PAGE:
Overall, however, it’s undeniable that McCutcheon will add a new dimension to our nation’s already questionable and porous campaign finance laws. Look to the 2014 midterms and 2016 general elections to see how the latest influx of money will affect your elections. In light of Citizens United, McCutcheon, and a host of other campaign finance laws, it’s important to know that the United States government is of the people, by the people, and for the people; not of the millionaires, by the 1%, and for the corporations. Our Supreme Court would do well to remember that.
This blog post was written by former Bus Intern Isabella Fuentes, Junior extraordinaire at Ingraham High School in Seattle.
This week, seniors across the nation are receiving their university decision letters and choosing their future colleges. I think this means that it’s time to talk about another very important college: the electoral college.
The electoral college was created way back in 1787 by our founding fathers, intended to be the best method for choosing our presidents. They shot down the idea of Congress electing the president (not enough separation between branches of government) and direct popular vote (because then the South would have to figure out what to do about slaves), and ultimately settled on a system where a handful of electors choose the president for the country a few months after the popular election takes place.
Nowadays, however, some flaws in the system are pretty apparent.
- Only a few states actually matter. Because most states electoral college votes are winner-take-all (50% + 1 vote gets you 100% of electoral college), only the swing states really matter on election day. Historically blue (sound familiar, Washington?) or red states don’t get much time, money, or attention from the candidates – while swing states like Ohio and Florida are inundated with endless campaign propaganda.
- Faithless electors. This is admittedly rare, but not unheard of. Electors “pledge” to vote for the candidate who won the popular vote in their state, but aren’t legally bound to honor that pledge. This means that some sneaky electors have voted for another candidate than the one who won their state, going directly against voters’ mandate.
- 1876, 1888, 2000. Because of the way electoral math works out, a candidate who did not win a plurality of popular votes has been elected President three times in our history. Yikes! Popular interest and electoral vote aren’t always one and the same.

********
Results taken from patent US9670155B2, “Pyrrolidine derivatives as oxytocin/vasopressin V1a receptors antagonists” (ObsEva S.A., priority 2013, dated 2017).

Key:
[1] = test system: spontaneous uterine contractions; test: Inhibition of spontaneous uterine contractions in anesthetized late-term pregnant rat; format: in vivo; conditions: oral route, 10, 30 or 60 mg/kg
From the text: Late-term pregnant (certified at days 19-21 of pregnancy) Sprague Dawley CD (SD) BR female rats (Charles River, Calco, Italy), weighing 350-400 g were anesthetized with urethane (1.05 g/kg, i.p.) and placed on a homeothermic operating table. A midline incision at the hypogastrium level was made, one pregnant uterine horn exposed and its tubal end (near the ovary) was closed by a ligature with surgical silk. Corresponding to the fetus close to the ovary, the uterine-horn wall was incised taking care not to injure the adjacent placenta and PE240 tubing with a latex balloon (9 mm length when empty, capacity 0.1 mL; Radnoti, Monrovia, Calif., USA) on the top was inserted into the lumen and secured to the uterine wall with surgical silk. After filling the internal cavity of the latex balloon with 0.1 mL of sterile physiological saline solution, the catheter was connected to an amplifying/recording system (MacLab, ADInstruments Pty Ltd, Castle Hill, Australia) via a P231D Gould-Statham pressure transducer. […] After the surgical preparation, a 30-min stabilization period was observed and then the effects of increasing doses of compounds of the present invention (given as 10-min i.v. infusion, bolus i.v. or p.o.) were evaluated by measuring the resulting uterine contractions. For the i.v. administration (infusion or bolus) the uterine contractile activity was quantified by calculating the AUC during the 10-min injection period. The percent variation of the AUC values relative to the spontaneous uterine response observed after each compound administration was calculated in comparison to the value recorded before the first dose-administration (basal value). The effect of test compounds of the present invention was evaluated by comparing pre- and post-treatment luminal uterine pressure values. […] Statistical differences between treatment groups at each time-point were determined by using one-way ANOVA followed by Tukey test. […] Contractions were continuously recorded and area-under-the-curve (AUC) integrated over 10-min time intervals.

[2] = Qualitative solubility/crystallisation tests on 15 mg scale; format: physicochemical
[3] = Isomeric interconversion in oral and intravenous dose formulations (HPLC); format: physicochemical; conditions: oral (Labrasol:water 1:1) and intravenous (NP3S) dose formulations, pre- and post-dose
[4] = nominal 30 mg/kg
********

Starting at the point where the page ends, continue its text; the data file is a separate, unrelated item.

On that note, I have two pieces of news. First: the electoral college isn’t going away anytime soon. Second: this doesn’t mean we can’t have a popular vote.
The National Popular Vote Interstate Compact, an agreement between states that is currently being debated across the nation, would utilize the electoral college system to create what is effectively a popular vote. Since the Constitution permits states to decide the method of appointing and pledging their electors, states who join this compact pledge their electors to whoever wins the national popular vote. If enough states do this – however many it takes to get to 270 votes, or a majority of the 538 needed to win – then whoever won the November popular election would be guaranteed an electoral victory as well, meaning we would effectively have a direct popular vote.
Progress of national popular vote bills by state. Credit: www.nationalpopularvote.com/map.php
In recent news, New York just became the 11th state to join the interstate compact since 2007. This means that 165 electoral votes, or 61% of the votes needed to achieve a direct popular vote, have been pledged to support the popular vote winner. That’s no surprise, since over 70% of Americans support a popular vote.
There’s not much Washingtonians can do now – our state has already joined the compact and passed the bill! However, keep a look out for this issue nationwide. If this passes, candidates will have to win everyone’s vote, and Washington voters will finally get the love we deserve!
This Blog post was written by 2014 Bus Intern and Hella Bus Content Lead Isabella Fuentes!
Twenty percent of 18 to 24-year-olds do not have a government-issued photo ID. In the ten states shown below, those young people without IDs will be unable to vote in November.
Obtaining a photo ID is more difficult than you would expect. Offices that issue photo IDs have limited business hours and are often found in rural areas where there is limited public transportation. On top of that, it can cost between $8-$25 to obtain a birth certificate (which is needed to get a photo ID). The Brennan Center for Justice outlines the difficulties of obtaining a photo ID in this comprehensive report.
What’s the reason behind these laws? Proponents argue that voter ID laws help ensure the integrity of elections by preventing voter fraud. The reality is that voter fraud does not exist. While there are allegations of non-citizens voting in elections or people voting twice using fake names, that is simply not the case. A report by the Brennan Center for Justice in 2007 found that, “it is more likely that an individual will be struck by lightning than that he will impersonate another voter at the polls.”
Your ability to vote in elections should not be determined by how much money you have in your pocket or whether you can visit an office to get an ID. Instead, we should encourage voting and make it easier for everyone to participate in elections. The problem is not apathy, it’s access. Laws like the voter ID laws we have seen place an unfair burden on young people.
A recent report by the Jonathan M. Tisch College of Citizenship and Public Service at Tufts found that 44 percent of young adults didn’t know if they had to show a government photo ID or a driver’s license to vote. Thankfully, here in Washington State photo ID is not required to vote. But if you’re attending college out of state and are considering voting there, I encourage you to check out this voters’ guide from the Brennan Center for Justice.